The children loved having baths, and, at night, we all shared the one big bed that was in the apartment. One night, Aleksey turned Valya towards him and started to play a game with her where he gently touched her cheeks with his finger, then her eyes, then her nose and then her mouth, and finally he made a loud “beep” when he got to her chin. He explained that it was an old game he played with her when they were small, back when he used to take care of her. I realized that he still saw his role as her caregiver, and that I would have to help him understand that Douglas and I would now be able to support him and care for Valya, too, with all of our love and attention.

A new home

We returned to Canada on the last day of my visa to a home more beautiful, with more food in it than anything Aleksey or Valya had imagined. I was so happy to be home that I almost cried but didn’t want the children to think I was unhappy.

Our Coquitlam home is now definitely a happy home, high in the hills and a short walk from Aleksey and Valya’s elementary school. They have settled into school very well, and we have received excellent support from the school’s administrators and teachers in acclimatizing them to a new culture, a new language and new friends.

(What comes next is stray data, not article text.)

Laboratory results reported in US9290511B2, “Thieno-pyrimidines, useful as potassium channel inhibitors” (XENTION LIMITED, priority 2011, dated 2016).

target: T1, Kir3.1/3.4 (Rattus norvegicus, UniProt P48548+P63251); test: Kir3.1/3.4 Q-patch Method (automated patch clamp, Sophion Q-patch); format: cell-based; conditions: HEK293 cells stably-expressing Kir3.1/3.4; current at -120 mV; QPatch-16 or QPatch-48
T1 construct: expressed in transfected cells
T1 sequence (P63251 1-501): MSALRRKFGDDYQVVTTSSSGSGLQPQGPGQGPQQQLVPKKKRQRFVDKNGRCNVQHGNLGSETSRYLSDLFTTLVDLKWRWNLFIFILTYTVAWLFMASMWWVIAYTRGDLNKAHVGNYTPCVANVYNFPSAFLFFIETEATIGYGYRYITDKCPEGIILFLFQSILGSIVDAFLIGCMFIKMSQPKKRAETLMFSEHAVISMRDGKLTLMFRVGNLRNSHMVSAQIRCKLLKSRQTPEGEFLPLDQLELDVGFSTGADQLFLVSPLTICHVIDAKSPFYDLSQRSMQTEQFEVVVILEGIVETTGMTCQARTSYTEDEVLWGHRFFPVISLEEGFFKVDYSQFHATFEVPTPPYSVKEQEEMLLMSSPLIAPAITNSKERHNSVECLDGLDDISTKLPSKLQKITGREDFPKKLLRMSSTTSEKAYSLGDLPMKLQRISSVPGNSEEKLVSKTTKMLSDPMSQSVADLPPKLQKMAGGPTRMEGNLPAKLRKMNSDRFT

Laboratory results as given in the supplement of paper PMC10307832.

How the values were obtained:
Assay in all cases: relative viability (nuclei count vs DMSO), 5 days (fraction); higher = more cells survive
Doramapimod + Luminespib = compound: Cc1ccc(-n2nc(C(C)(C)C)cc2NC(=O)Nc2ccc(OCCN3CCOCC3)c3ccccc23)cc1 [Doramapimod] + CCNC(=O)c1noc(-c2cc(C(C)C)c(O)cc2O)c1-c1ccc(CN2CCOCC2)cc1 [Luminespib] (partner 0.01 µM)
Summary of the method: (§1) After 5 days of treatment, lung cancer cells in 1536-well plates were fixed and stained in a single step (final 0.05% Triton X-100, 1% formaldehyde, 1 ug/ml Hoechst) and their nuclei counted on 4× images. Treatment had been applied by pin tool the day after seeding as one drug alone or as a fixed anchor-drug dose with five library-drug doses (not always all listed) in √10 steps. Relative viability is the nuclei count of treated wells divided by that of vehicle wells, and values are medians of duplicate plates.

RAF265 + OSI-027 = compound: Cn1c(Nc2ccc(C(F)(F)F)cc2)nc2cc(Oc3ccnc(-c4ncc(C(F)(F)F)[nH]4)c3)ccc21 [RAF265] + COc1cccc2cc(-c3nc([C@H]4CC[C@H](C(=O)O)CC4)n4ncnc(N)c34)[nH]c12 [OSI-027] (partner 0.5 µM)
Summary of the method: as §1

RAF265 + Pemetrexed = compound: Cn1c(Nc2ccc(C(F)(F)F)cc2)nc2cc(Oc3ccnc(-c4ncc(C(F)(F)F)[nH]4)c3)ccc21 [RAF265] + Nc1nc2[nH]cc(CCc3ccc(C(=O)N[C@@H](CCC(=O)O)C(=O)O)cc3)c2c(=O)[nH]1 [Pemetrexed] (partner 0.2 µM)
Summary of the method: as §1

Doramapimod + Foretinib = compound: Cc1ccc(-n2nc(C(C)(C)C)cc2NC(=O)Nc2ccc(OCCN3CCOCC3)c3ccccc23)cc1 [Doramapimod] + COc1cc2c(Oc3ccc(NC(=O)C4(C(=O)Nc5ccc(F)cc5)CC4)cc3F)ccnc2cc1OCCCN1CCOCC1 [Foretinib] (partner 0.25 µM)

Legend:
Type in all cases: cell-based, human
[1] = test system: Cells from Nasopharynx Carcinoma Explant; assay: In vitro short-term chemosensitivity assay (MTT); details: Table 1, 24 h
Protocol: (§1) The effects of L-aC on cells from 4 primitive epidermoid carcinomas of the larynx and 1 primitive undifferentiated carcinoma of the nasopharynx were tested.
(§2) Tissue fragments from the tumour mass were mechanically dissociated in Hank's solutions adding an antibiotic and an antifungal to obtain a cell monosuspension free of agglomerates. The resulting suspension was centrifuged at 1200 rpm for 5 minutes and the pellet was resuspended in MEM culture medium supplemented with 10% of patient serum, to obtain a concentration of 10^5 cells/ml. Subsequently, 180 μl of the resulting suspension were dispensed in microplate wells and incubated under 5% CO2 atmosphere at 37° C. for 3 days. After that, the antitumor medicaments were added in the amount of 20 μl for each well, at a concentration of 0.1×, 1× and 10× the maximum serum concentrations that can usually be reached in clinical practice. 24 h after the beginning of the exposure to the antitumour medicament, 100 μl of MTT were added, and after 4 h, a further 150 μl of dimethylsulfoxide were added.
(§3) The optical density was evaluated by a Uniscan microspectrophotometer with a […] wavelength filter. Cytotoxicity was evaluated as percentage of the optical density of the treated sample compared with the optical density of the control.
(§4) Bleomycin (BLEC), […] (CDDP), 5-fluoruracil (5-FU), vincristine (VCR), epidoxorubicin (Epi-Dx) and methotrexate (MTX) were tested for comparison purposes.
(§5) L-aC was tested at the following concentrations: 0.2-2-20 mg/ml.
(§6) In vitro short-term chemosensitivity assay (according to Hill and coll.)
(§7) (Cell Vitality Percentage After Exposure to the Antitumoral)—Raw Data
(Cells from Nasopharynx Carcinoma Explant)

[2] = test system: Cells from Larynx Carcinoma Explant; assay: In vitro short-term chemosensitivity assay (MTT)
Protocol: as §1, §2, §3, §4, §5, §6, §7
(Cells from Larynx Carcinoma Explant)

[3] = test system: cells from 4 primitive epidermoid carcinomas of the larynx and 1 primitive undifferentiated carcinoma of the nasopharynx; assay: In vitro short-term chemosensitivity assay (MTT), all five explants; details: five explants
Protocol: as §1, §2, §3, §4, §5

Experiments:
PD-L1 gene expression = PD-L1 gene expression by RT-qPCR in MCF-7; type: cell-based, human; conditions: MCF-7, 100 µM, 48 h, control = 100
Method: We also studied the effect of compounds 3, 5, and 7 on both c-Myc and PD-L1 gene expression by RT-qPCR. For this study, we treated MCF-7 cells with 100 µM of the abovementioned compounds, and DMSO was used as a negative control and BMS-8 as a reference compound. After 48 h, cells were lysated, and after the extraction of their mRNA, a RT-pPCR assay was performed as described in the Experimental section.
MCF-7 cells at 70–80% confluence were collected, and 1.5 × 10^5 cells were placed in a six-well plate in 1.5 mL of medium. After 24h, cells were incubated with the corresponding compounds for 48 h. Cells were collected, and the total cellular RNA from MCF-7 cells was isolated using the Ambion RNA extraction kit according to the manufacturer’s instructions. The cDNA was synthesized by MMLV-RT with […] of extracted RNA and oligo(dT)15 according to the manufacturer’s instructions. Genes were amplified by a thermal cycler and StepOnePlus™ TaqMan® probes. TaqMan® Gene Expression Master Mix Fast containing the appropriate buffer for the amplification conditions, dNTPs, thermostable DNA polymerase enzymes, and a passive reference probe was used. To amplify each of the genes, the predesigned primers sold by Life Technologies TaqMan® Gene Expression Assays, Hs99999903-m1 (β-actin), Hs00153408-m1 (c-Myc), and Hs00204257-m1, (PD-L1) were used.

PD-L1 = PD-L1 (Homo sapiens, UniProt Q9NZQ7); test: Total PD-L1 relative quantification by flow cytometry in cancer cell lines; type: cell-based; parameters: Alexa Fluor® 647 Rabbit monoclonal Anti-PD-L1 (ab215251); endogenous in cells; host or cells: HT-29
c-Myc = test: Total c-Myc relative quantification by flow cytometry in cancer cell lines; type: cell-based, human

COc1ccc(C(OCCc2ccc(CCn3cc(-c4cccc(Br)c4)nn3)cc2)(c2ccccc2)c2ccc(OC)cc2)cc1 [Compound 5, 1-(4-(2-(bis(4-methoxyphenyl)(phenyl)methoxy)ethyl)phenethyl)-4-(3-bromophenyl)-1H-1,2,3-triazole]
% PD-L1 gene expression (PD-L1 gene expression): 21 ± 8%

In fact, now that both children speak excellent English and we are able to communicate verbally so well, I wonder if I “listen” with all of my senses as deeply as I did in our first several weeks together. Maybe some communication has actually been lost as well as gained.

We speak of Kazakhstan often, and the children are still experiencing a sense of loss. While Valya was in the children’s home, she was waiting for her great-grandmother to come and get her. That never happened, and she only started grieving for her mother and great-grandmother when she came to Canada and really realized it would never happen.

Aleksey, on the other hand, was told in Ekibastus that he did not have a family anymore. So, he started grieving sooner.

The children are also opening up more about their early life, before they went into care. Aleksey remembers more than Valya, and he is more cautious when he perceives “warning” signs in our family. He was very concerned the first time he saw me open a bottle of wine, and we agreed that I will have only one glass of wine at a time.

We enjoy Russian and Kazakh cultural activities in our community, and we’ve also agreed to return to Kazakhstan one day so that Aleksey and Valya can revisit their birth country and visit their birth family. In the meantime, they are also learning to ice-skate, play video games, and roller blade; and we are all learning to be a creative, respectful, beautiful, multicultural and spiritual family.

Read part one.